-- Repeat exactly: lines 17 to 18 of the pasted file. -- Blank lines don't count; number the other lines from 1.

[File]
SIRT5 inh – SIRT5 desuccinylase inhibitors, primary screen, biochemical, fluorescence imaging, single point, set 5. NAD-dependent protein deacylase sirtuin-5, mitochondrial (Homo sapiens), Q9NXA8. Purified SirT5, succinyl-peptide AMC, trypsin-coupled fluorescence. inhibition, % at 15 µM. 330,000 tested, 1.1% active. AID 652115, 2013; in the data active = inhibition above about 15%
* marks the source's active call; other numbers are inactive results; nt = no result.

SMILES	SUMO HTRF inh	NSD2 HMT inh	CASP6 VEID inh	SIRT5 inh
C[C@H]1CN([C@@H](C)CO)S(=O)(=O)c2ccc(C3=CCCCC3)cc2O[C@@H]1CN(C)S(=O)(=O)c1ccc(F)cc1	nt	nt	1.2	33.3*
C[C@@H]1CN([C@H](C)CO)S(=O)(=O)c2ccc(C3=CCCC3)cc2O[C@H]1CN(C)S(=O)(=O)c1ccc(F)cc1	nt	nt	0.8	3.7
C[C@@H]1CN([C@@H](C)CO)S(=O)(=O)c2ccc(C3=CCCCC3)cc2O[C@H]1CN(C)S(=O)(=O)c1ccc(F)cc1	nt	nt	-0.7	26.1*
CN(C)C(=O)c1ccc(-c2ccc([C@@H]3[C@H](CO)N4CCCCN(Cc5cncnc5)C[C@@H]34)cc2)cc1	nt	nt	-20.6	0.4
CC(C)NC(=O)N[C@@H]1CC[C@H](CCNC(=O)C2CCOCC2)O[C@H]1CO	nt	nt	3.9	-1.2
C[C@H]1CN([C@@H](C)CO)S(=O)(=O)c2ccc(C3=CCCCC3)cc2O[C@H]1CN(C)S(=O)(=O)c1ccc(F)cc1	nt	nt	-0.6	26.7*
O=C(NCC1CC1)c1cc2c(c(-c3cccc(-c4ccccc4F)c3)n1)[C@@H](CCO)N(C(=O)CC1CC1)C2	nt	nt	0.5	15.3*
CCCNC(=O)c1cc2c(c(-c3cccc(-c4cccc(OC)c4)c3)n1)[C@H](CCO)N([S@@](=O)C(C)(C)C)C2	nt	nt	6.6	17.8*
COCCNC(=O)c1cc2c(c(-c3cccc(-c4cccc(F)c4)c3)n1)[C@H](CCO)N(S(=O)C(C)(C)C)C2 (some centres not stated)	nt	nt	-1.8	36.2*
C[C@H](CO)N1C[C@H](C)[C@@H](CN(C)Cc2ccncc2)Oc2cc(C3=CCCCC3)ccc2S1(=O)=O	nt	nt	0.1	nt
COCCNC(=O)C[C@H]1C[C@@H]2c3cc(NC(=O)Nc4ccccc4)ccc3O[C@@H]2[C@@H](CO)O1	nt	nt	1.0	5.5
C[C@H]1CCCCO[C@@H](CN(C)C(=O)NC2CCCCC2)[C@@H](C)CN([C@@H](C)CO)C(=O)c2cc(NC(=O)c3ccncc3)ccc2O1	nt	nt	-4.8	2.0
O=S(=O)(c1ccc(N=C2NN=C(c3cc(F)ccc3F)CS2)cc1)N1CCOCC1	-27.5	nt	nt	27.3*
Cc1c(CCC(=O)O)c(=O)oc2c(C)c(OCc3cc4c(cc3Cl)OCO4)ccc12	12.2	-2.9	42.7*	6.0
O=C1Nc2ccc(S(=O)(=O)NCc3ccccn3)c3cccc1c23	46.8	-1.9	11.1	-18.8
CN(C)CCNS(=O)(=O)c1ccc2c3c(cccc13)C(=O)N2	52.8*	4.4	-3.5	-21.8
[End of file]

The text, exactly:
Cc1c(CCC(=O)O)c(=O)oc2c(C)c(OCc3cc4c(cc3Cl)OCO4)ccc12	12.2	-2.9	42.7*	6.0
O=C1Nc2ccc(S(=O)(=O)NCc3ccccn3)c3cccc1c23	46.8	-1.9	11.1	-18.8